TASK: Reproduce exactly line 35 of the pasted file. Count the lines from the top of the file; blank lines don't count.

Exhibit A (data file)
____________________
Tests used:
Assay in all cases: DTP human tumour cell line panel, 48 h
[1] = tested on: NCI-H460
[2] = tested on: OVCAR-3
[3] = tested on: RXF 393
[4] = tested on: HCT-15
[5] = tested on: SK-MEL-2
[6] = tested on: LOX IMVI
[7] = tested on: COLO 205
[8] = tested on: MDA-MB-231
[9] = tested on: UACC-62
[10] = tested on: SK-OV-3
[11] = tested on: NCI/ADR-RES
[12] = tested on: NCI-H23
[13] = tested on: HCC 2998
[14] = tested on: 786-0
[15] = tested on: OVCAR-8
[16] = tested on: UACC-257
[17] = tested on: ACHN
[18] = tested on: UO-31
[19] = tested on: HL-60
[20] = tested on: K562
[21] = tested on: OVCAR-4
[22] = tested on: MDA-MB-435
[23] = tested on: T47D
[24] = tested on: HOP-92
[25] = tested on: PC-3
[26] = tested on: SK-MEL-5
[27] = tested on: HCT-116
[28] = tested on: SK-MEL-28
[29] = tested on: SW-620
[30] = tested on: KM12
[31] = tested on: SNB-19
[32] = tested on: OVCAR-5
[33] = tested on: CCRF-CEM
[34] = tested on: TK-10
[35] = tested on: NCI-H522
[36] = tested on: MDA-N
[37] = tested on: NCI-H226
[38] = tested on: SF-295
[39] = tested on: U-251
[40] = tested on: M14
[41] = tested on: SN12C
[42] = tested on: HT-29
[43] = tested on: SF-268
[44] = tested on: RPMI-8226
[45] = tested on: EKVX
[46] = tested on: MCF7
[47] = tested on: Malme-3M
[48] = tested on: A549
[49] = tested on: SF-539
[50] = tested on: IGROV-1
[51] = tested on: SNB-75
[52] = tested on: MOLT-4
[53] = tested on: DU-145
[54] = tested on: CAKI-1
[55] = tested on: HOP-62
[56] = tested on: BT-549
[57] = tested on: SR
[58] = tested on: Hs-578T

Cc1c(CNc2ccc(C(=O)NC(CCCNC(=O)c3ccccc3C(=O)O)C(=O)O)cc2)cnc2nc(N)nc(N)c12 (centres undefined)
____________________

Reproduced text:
[33] = tested on: CCRF-CEM